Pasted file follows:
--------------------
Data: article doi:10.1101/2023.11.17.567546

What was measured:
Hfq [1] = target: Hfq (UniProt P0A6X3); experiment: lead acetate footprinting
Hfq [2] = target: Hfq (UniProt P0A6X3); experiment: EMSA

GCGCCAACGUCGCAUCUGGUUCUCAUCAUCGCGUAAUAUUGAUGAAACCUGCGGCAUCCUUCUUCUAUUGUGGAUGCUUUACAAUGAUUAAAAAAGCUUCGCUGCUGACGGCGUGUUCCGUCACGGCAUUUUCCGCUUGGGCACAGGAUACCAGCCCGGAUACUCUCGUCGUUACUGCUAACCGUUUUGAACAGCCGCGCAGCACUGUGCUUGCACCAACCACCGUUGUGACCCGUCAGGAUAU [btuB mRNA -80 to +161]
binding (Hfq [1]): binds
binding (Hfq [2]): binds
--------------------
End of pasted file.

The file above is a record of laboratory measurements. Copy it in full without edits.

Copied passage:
Data: article doi:10.1101/2023.11.17.567546

What was measured:
Hfq [1] = target: Hfq (UniProt P0A6X3); experiment: lead acetate footprinting
Hfq [2] = target: Hfq (UniProt P0A6X3); experiment: EMSA

GCGCCAACGUCGCAUCUGGUUCUCAUCAUCGCGUAAUAUUGAUGAAACCUGCGGCAUCCUUCUUCUAUUGUGGAUGCUUUACAAUGAUUAAAAAAGCUUCGCUGCUGACGGCGUGUUCCGUCACGGCAUUUUCCGCUUGGGCACAGGAUACCAGCCCGGAUACUCUCGUCGUUACUGCUAACCGUUUUGAACAGCCGCGCAGCACUGUGCUUGCACCAACCACCGUUGUGACCCGUCAGGAUAU [btuB mRNA -80 to +161]
binding (Hfq [1]): binds
binding (Hfq [2]): binds